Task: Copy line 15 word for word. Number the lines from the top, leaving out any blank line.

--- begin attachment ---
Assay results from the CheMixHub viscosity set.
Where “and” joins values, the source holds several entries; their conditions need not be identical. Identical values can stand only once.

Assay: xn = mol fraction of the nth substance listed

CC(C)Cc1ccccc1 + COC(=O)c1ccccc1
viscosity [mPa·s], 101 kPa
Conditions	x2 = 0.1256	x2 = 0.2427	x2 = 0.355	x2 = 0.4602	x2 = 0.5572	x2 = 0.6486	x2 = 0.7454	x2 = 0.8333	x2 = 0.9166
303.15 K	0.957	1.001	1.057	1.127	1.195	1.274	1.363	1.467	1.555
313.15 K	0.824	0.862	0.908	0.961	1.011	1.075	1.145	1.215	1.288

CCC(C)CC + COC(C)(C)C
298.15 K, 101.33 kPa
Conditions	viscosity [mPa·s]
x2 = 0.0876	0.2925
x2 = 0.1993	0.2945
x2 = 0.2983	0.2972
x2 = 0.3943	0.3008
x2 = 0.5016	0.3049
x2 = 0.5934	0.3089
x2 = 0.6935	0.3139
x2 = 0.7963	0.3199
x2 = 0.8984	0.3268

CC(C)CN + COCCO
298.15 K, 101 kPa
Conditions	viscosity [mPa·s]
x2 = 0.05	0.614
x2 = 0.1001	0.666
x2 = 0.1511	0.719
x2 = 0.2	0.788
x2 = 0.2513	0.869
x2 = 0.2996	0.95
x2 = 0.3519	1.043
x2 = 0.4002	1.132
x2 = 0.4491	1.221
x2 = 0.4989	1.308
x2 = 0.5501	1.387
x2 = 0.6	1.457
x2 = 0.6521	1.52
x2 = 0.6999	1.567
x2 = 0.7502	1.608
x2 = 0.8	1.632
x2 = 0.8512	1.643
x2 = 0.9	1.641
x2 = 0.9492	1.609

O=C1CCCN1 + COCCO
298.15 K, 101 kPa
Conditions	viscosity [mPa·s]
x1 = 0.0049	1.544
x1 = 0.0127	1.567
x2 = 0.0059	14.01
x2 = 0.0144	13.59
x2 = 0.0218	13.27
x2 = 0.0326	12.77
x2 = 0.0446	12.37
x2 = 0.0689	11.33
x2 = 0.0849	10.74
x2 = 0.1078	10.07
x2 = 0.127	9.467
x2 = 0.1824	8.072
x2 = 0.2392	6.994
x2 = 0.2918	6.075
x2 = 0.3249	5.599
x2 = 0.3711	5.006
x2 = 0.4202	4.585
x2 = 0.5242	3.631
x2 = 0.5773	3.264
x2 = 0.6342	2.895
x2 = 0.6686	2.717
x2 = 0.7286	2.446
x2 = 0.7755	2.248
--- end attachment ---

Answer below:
x2 = 0.3943	0.3008